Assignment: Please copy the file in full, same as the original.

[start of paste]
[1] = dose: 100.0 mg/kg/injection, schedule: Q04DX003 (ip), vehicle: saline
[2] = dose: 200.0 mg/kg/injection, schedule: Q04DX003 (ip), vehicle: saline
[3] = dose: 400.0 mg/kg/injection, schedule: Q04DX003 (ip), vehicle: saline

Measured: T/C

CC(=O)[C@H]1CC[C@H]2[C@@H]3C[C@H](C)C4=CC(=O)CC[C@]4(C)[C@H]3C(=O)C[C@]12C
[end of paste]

[1] = dose: 100.0 mg/kg/injection, schedule: Q04DX003 (ip), vehicle: saline
[2] = dose: 200.0 mg/kg/injection, schedule: Q04DX003 (ip), vehicle: saline
[3] = dose: 400.0 mg/kg/injection, schedule: Q04DX003 (ip), vehicle: saline

Measured: T/C

CC(=O)[C@H]1CC[C@H]2[C@@H]3C[C@H](C)C4=CC(=O)CC[C@]4(C)[C@H]3C(=O)C[C@]12C